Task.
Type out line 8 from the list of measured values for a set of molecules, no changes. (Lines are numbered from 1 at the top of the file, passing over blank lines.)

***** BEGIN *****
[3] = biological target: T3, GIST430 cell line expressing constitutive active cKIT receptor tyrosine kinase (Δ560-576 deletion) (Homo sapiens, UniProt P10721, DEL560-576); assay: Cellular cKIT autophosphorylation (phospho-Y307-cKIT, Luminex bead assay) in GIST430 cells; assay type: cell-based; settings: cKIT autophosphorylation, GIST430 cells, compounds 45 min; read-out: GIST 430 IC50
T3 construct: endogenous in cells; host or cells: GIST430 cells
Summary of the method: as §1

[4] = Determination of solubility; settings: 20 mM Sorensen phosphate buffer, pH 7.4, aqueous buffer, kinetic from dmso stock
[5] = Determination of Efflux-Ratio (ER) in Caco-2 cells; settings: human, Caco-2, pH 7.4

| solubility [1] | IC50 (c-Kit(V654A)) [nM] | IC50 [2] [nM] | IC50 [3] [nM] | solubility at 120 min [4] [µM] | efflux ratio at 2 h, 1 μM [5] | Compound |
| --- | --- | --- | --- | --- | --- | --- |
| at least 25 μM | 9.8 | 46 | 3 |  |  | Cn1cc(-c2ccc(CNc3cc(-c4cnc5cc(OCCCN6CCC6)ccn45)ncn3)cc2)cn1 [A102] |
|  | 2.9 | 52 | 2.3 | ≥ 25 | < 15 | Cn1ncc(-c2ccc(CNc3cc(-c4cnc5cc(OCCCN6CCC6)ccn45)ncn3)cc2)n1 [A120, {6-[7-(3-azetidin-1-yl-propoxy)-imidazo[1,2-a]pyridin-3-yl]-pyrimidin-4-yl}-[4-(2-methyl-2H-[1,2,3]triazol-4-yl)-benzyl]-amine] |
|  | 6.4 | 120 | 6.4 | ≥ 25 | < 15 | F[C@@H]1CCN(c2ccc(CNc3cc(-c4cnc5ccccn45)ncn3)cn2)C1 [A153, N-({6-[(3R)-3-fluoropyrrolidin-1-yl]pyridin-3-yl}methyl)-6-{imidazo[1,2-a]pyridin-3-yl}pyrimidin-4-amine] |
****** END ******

| at least 25 μM | 9.8 | 46 | 3 |  |  | Cn1cc(-c2ccc(CNc3cc(-c4cnc5cc(OCCCN6CCC6)ccn45)ncn3)cc2)cn1 [A102] |